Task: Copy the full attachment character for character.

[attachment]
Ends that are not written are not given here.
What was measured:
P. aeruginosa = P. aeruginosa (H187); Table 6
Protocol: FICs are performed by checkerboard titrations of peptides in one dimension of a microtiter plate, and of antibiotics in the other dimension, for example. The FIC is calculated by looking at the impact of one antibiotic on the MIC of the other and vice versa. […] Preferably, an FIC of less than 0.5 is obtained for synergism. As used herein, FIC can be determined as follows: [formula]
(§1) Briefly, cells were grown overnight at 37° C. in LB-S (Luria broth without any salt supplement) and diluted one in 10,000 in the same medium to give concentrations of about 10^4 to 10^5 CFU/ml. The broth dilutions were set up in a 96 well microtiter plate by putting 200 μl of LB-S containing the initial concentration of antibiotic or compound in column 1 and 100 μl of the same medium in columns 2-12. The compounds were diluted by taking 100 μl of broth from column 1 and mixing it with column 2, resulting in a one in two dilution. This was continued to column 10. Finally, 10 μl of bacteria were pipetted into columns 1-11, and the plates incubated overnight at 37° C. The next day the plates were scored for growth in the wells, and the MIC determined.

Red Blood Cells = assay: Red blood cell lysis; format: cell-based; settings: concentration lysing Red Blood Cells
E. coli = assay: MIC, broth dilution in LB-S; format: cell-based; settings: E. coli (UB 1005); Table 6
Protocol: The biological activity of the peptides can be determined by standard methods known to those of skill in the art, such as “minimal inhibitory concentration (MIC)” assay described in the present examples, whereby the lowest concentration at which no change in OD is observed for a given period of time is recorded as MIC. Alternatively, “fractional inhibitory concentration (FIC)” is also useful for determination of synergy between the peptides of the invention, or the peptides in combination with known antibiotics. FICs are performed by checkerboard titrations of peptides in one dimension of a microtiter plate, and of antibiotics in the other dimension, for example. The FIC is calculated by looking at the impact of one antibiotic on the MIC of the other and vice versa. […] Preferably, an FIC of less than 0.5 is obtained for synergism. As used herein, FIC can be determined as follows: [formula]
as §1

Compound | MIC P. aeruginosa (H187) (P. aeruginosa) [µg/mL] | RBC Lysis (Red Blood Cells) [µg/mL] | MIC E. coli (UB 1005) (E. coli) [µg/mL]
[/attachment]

Ends that are not written are not given here.
What was measured:
P. aeruginosa = P. aeruginosa (H187); Table 6
Protocol: FICs are performed by checkerboard titrations of peptides in one dimension of a microtiter plate, and of antibiotics in the other dimension, for example. The FIC is calculated by looking at the impact of one antibiotic on the MIC of the other and vice versa. […] Preferably, an FIC of less than 0.5 is obtained for synergism. As used herein, FIC can be determined as follows: [formula]
(§1) Briefly, cells were grown overnight at 37° C. in LB-S (Luria broth without any salt supplement) and diluted one in 10,000 in the same medium to give concentrations of about 10^4 to 10^5 CFU/ml. The broth dilutions were set up in a 96 well microtiter plate by putting 200 μl of LB-S containing the initial concentration of antibiotic or compound in column 1 and 100 μl of the same medium in columns 2-12. The compounds were diluted by taking 100 μl of broth from column 1 and mixing it with column 2, resulting in a one in two dilution. This was continued to column 10. Finally, 10 μl of bacteria were pipetted into columns 1-11, and the plates incubated overnight at 37° C. The next day the plates were scored for growth in the wells, and the MIC determined.

Red Blood Cells = assay: Red blood cell lysis; format: cell-based; settings: concentration lysing Red Blood Cells
E. coli = assay: MIC, broth dilution in LB-S; format: cell-based; settings: E. coli (UB 1005); Table 6
Protocol: The biological activity of the peptides can be determined by standard methods known to those of skill in the art, such as “minimal inhibitory concentration (MIC)” assay described in the present examples, whereby the lowest concentration at which no change in OD is observed for a given period of time is recorded as MIC. Alternatively, “fractional inhibitory concentration (FIC)” is also useful for determination of synergy between the peptides of the invention, or the peptides in combination with known antibiotics. FICs are performed by checkerboard titrations of peptides in one dimension of a microtiter plate, and of antibiotics in the other dimension, for example. The FIC is calculated by looking at the impact of one antibiotic on the MIC of the other and vice versa. […] Preferably, an FIC of less than 0.5 is obtained for synergism. As used herein, FIC can be determined as follows: [formula]
as §1

Compound | MIC P. aeruginosa (H187) (P. aeruginosa) [µg/mL] | RBC Lysis (Red Blood Cells) [µg/mL] | MIC E. coli (UB 1005) (E. coli) [µg/mL]